In a speech aimed at bolstering his legacy on education as he prepares to leave office, President George W. Bush today touted the success of the No Child Left Behind Act in raising student achievement and called on Congress to renew the law, without weakening its core principles of accountability and testing.
“As president of the United States, this is the last policy address I will give,” Mr. Bush said Thursday morning at General Philip Kearny Elementary School, a K-8 school in the Philadelphia district, on the seventh anniversary of his signing of the federal education law. “What makes it interesting is that it’s the same subject of my first policy address as president of the United States, which is education and education reform. I hope you can tell that education is dear to my heart. I care a lot about whether or not our children can learn to read, write, and add and subtract.”
The president acknowledged that critics have charged that the NCLB law focuses too heavily on standardized tests and sets unrealistic goals, but he called on lawmakers to reject those claims and continue to hold schools accountable for students’ progress.
“For the sake of our children’s future, this good law needs to be strengthened and reauthorized by the United States Congress,” Mr. Bush said. “Now is not the time to water down standards or to roll back accountability.”
Mr. Bush also addressed the oft-repeated criticism that the law focuses too heavily on test results.
“I’ve heard every excuse in the book why we should not test—‘Oh, there’s too many tests; you teach the test; testing is intrusive; testing is not the role of government,’” the president said. “How can you possibly determine whether a child can read at grade level if you don’t test? And for those who claim we’re teaching the test, uh-uh. We’re teaching a child to read so he or she can pass the test.”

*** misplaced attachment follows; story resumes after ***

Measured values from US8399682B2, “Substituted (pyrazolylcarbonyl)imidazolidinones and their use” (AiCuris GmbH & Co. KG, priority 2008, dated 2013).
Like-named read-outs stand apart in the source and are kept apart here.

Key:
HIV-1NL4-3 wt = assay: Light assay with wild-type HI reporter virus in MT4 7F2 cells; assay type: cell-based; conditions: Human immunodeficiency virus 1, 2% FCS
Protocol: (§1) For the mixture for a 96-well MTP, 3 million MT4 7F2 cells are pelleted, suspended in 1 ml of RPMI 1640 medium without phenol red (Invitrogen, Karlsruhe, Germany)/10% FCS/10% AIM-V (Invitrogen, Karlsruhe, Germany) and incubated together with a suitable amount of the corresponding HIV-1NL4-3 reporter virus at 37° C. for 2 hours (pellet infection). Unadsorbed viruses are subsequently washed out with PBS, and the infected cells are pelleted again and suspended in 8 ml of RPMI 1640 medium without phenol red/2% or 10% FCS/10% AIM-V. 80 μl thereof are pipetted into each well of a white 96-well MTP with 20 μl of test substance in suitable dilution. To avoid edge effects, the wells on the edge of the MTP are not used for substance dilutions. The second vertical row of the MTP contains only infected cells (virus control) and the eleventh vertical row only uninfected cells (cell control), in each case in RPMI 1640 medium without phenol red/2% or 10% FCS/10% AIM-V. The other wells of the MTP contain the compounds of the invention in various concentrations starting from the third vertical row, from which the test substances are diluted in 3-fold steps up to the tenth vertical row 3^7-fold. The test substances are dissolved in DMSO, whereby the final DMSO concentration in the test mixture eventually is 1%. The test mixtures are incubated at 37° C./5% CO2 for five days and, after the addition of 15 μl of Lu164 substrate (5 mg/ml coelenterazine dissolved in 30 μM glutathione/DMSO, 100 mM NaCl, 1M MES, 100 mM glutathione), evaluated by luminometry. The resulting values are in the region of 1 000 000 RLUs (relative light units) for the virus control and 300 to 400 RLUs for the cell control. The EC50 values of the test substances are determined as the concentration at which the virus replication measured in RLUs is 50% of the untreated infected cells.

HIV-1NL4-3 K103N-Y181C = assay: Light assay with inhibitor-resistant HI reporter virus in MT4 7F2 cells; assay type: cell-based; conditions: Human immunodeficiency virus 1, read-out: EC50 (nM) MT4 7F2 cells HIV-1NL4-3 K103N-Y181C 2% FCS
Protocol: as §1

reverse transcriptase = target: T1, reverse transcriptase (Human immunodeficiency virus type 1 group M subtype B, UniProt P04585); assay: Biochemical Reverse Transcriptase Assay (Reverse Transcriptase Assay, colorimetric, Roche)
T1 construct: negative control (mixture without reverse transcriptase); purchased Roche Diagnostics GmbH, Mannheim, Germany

Mr. Bush recalled the NCLB law’s bipartisan support in Congress and credited it with expanding access to school choice, particularly for disadvantaged families, giving struggling students access to free tutoring, and boosting minority students’ scores on some indicators measured by the National Assessment of Educational Progress, the nation’s report card.
“No Child Left Behind is working for all kinds of students in all kinds of schools in every part of the country. That is a fact,” the president said. “There’s still a long way to go, however.”
Mr. Bush thanked his “buddy,” Secretary of Education Margaret Spellings, who accompanied the president here today, and he praised her work at the helm of the Department of Education. He also had warm words for President-elect Barack Obama’s choice as education secretary, Chicago schools chief executive Arne Duncan.
“I have seen the resolve for reform and the belief in high standards in Chicago, where reading and math scores are soaring, and where every child still has time to study a foreign language and the fine arts,” Mr. Bush said. “The school in Chicago we went to, like other schools across the city, have benefited from the vision and leadership of a person named Arne Duncan. And he is going to be the next secretary of education. And we are fortunate he has agreed to take on this position. And we wish him all the very best.”
An Eye to the Future